The Organization of American States Inter-American Drug Abuse Control Commission (OAS/CICAD) is responsible for combating illicit drugs and related crimes, including money laundering. In 2006, the commission carried out a variety of anti-money laundering and counterterrorist financing initiatives. These included amending model regulations for the hemisphere to include techniques to combat terrorist financing, developing a variety of associated training initiatives, and participating in a number of anti-money laundering/counterterrorism meetings. This work in the area of money laundering and financial crimes also figures prominently in CICAD�s Multilateral Evaluation Mechanism (MEM), which involves the participation of all 34 member states; beginning this year, however, the mechanism will use reports form the Financial Action Task Force (FATF), Caribbean Action Task Force (CFATF), and Financial Action Task Force of South America (GAFISUD) to prepare its evaluation.
CICAD's Group of Experts on Money Laundering met twice in 2006, first in Washington in May and later in El Salvador in November. This year's agenda included three primary themes-seizures, international funds, and financial remittances-and included special presentations by the OAS Secretary General, as well as by representatives of the United Nations, the Inter-American Development Bank (IDB), GAFISUD, the Government of Spain, the OAS Office of Legal Cooperation, and the Inter-American Committee against Terrorism (CICTE).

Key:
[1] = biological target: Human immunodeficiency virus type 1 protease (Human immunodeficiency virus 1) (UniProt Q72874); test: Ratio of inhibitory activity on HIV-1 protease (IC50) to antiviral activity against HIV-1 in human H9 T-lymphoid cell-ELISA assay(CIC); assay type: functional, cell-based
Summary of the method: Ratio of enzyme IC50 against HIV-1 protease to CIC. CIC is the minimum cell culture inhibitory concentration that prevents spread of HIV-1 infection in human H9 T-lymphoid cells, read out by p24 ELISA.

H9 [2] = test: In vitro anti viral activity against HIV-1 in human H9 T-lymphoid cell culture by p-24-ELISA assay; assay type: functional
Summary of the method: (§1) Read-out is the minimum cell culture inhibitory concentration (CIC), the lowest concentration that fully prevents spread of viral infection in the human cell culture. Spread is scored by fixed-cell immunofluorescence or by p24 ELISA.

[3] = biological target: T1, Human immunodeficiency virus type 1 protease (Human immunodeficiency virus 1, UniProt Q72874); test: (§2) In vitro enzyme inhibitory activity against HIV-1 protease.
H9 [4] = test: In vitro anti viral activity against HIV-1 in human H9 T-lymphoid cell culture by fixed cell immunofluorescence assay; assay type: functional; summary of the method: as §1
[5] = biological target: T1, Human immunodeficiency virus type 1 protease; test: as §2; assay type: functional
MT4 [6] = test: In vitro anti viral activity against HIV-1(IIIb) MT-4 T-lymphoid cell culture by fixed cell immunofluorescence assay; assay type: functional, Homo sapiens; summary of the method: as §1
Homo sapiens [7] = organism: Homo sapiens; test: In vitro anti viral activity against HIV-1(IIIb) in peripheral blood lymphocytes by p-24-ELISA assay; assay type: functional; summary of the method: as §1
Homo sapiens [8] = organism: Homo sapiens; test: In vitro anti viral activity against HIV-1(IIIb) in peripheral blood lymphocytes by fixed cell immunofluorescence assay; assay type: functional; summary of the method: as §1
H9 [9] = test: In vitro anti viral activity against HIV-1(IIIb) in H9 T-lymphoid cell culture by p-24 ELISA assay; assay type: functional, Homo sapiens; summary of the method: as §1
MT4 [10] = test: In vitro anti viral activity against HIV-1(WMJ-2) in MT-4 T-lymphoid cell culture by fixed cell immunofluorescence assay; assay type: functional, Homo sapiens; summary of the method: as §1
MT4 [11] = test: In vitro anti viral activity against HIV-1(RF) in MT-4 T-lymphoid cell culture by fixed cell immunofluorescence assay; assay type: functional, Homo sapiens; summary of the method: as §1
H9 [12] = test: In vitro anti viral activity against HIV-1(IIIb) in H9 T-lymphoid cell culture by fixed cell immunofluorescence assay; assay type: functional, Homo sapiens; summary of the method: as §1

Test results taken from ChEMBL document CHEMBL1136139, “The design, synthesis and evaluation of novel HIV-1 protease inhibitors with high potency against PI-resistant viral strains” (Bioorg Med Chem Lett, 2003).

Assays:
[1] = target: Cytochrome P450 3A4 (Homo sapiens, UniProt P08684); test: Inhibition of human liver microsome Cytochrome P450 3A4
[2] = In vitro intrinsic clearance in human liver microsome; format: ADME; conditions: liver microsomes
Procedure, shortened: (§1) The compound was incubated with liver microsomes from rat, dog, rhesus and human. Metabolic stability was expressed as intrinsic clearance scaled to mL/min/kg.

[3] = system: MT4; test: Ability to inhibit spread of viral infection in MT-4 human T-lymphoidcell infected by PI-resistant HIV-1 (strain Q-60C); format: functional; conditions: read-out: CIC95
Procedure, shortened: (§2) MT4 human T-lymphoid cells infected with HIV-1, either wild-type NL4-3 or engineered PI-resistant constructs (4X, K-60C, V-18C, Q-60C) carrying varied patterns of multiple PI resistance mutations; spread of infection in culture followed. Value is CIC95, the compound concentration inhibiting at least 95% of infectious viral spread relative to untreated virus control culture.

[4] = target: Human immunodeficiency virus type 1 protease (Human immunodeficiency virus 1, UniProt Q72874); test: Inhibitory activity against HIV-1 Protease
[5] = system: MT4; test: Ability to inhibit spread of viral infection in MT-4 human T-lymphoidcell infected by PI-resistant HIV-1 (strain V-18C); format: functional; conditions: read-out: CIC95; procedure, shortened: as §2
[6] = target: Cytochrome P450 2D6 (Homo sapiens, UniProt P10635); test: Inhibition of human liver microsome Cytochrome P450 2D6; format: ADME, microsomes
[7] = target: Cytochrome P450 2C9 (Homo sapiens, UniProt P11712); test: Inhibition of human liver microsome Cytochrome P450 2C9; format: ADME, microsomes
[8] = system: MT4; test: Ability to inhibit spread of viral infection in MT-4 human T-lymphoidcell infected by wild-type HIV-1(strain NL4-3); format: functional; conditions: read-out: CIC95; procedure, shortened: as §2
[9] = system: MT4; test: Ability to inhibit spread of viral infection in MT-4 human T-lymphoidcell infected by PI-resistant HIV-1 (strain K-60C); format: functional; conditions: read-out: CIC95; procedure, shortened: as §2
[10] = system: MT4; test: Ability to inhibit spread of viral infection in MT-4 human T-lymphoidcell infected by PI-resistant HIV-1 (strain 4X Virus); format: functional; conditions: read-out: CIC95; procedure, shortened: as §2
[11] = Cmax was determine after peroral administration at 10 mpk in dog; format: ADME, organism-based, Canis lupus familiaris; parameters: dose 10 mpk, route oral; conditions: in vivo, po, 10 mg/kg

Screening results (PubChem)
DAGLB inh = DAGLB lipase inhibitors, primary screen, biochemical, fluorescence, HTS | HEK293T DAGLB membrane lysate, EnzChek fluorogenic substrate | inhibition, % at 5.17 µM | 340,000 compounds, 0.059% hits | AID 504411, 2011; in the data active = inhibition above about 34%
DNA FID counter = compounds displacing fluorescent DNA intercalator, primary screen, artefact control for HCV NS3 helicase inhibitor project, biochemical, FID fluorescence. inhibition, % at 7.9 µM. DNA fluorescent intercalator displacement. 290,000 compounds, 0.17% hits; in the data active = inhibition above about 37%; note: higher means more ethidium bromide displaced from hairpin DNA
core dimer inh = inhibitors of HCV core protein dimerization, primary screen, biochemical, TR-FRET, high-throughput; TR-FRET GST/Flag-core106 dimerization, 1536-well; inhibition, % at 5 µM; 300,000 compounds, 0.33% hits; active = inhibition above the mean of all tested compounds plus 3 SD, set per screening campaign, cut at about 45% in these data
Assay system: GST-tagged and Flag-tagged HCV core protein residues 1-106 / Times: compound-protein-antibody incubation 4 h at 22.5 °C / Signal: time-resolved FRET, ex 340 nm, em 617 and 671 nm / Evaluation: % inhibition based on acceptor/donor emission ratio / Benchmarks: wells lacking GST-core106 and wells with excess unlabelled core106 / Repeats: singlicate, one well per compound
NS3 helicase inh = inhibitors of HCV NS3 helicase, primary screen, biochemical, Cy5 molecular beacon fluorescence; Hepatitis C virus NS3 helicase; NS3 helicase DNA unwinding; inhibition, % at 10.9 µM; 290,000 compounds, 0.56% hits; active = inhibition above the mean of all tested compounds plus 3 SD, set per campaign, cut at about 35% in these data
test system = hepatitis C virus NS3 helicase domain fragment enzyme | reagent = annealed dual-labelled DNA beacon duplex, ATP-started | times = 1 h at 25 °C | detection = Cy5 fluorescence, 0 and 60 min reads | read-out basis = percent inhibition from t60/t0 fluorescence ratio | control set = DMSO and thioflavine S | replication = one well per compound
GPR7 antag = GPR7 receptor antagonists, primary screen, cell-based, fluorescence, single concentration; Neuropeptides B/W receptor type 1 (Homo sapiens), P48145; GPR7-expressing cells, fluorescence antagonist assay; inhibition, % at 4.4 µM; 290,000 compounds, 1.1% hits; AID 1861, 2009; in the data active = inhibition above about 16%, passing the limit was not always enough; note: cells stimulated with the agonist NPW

In his opening remarks during the first meeting the Secretary General proposed a CICAD assistance program to help member states provide funds to the Commission by each member state setting aside a small percentage (less than one percent) of revenue from seized assets. This revenue would support CICAD activities, such as specialized training. He reiterated the proposal at the OAS General Assembly in the Dominican Republic. The proposal will need to be considered further in terms of its voluntary nature and member states will need to consider whether they have legal authority to use seized assets in this manner.
Training and Technical Assistance